It is believed that the migrants wanted to make their way north through Nicaragua and on to the United States. But it is uncertain whether the migrants were African or Haitian.
The bodies of eight undocumented migrants have been found in Lake Nicaragua, according to police.
"They died by drowning. We believe they were Africans, going by the color of their skin," said Mirian Rugma of the Rivas regional police force.
Earlier the police issued a statement announcing the discovery of the bodies.
"Given their physical characteristics and their clothes, it is presumed they were people of African origin trying to enter the United States," it said.
Autopsies determined they had drowned.
But experts in migration patterns through Central America say that recently many black migrants crossing through the region are in fact Haitians passing themselves off as Africans in the hope of gaining asylum in the United States.
The bodies of seven men and one woman, who appeared to have been pregnant, were found between Sunday and Tuesday floating near the southern shore of Lake Nicaragua, close to the town of Cardenas.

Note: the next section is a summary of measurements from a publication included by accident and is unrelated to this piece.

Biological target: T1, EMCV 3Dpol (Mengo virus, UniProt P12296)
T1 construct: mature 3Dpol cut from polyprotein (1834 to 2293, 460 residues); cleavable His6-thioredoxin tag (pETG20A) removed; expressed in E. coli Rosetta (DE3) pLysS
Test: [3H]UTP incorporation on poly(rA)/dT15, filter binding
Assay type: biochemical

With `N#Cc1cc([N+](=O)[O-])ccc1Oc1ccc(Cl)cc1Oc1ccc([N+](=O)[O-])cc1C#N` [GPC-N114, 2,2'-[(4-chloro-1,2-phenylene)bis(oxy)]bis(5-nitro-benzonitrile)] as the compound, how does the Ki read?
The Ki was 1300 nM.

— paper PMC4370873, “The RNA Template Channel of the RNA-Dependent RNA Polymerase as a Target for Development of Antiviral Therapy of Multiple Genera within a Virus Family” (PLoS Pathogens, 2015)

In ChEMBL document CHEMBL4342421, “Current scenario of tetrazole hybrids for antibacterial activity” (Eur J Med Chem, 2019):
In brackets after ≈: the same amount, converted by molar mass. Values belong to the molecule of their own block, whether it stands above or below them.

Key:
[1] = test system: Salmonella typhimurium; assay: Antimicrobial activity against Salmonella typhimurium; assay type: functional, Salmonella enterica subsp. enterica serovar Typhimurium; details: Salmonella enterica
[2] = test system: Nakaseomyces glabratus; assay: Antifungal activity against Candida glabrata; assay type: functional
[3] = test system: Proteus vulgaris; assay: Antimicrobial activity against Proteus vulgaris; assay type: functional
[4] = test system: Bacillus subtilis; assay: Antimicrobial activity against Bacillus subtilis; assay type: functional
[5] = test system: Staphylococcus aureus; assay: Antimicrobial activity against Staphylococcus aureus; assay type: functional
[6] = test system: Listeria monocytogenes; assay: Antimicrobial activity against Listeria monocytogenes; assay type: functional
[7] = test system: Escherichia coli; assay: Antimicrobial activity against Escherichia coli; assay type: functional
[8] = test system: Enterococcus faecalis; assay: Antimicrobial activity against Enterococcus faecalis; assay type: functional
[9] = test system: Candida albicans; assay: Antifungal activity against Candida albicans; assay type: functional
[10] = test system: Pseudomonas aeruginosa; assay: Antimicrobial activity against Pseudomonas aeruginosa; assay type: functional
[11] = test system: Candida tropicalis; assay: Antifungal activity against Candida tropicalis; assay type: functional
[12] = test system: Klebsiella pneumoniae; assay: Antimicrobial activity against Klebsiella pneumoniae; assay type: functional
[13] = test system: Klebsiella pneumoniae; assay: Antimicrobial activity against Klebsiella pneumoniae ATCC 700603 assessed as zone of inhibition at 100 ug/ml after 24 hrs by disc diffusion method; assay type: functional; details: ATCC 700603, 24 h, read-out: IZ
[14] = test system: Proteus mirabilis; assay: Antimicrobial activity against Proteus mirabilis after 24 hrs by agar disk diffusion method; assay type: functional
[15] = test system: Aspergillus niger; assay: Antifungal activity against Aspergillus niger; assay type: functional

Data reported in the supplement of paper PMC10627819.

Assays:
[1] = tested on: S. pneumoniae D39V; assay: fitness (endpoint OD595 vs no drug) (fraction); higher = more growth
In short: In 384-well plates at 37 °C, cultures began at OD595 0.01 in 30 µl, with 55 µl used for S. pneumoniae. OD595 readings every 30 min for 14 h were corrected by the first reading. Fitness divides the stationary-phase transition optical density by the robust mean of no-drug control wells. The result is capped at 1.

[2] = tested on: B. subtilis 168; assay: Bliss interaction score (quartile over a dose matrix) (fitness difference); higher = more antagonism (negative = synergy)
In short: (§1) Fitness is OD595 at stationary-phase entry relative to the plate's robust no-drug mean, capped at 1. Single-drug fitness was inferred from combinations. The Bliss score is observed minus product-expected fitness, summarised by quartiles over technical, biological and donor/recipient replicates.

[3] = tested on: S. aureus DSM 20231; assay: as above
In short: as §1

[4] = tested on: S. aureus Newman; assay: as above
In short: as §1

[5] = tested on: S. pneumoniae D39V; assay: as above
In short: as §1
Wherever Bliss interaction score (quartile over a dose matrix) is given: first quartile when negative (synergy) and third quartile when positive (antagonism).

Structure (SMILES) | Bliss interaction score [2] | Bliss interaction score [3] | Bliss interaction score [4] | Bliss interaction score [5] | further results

They were just two miles (3 kilometers) from the Costa Rican border.
Rugma said police believe the victims entered the country by boat, coming up a cross-border river that feeds into the lake.
Nicaragua had tightened security along its southern border with Costa Rica last November to keep out undocumented migrants looking to head north towards the US.
As a result, there are now more than 2,400 migrants camping out in tents, schools and various shelters in Costa Rica, while they search for a way into Nicaragua.
The International Organization for Migration says those trying to make their way north, through Nicaragua, include Africans but also migrants from the Caribbean nation of Haiti.
But others, about 10 percent, are from Pakistan and Afghanistan. Having found their path into the European Union blocked, they are attempting to seek asylum in the US.
Some of the stymied migrants are turning to human smugglers who charge more than $1,000 each.
Crossing the vast lake by boat appeared to be their last option.
bik/bw (AFP, AP, dpa)